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edge staff writer


You get what you pay for with ‘Cheaper by the Dozen’

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At what point does the degradation of a copy of a copy of a copy become a bridge too far with regard to filmmaking? In this era of reboots and remakes, how many iterations are too many?

Take “Cheaper by the Dozen,” the new original – sorry, “original” – film streaming on Disney+. This film is a remake of the 2003 Steve Martin vehicle which was itself an adaptation of the 1950 original, based on the real life of efficiency experts Frank and Lillian Gilbreth.

It’s dozens all the way down.

The central focus of these films – massive blended families – remains the same even as the details surrounding those large families change. However, there’s undeniably a significant degree of diminishing returns, and while this latest iteration does expand its vocabulary somewhat – largely through efforts at wider inclusivity – it doesn’t really seem to have much to say.

“Cheaper by the Dozen” isn’t bad. Not really. But nor is it particularly good. It is a perfectly cromulent family film, one that will likely prove acceptable for everyone in the family while not actively appealing to any of them. Slight, saccharine and ultimately forgettable, it will pass the time, but don’t expect much more than that.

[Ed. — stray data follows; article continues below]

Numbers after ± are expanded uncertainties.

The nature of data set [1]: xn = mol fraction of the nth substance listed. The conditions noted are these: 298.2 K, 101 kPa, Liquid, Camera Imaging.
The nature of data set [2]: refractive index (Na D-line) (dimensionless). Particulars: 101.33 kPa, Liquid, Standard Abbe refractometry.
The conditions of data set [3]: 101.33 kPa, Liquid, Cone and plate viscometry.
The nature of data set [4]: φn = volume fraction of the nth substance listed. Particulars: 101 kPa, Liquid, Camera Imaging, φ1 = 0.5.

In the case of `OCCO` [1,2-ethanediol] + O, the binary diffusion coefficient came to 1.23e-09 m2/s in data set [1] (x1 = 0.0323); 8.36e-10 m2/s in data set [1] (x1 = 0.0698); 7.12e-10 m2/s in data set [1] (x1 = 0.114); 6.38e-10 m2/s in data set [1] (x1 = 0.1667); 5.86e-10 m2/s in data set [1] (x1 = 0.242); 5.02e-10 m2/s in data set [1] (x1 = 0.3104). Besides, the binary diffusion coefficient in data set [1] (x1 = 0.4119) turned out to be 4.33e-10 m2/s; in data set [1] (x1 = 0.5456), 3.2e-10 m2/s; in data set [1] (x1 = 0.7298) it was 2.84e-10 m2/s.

Paul (Zach Braff) and Zoey (Gabrielle Union) Baker head up a large blended family. Both Paul and Zoey have multiple children from their first marriages – Paul to the big-hearted but scattered New Age-y Kate (Erika Christensen), Zoey to NFL star Dom (Timon Kyle Durrett) – as well as producing two sets of twins in their own marriage. Guess we should do a roll call?

Zoey’s kids with Dom are aspiring basketball star Deja (Journee Brown) and comics nerd DJ (Andre Robinson). Paul’s kids with Kate are budding influencer Ella (Kylie Rogers) and punk rocker Harley (Caylee Blosenski), plus Haresh (Aryan Simhadri), their godchild whom they adopted after his parents died in a car accident. And then, the twins – Luca (Leo Abelo Perry) and Luna (Mykal-Michelle Harris); Bailey (Christian Cote) and Bronx (Sebastian Cote).

Yeah – it’s a lot of kids.

The Bakers own and operate a restaurant called Baker’s Breakfast, a breakfast-only joint in the outskirts of Los Angeles. Any kids that are old enough work at the restaurant when they’re not in school. They all live together in a too-small house that has them basically existing on top of one another, though there’s a rhythm to it all that seems to work.

But when Paul’s incredible breakfast sauce – it can be sweet, savory or spicy, depending on what you put it on – catches the eye of a pair of investors (Brittany and Cynthia Daniel), things start to shift. Suddenly, the family has the money they need to move to a bigger house, one in a fairly tony neighborhood in Calabasas, with the kids getting their own rooms and heading off to private school.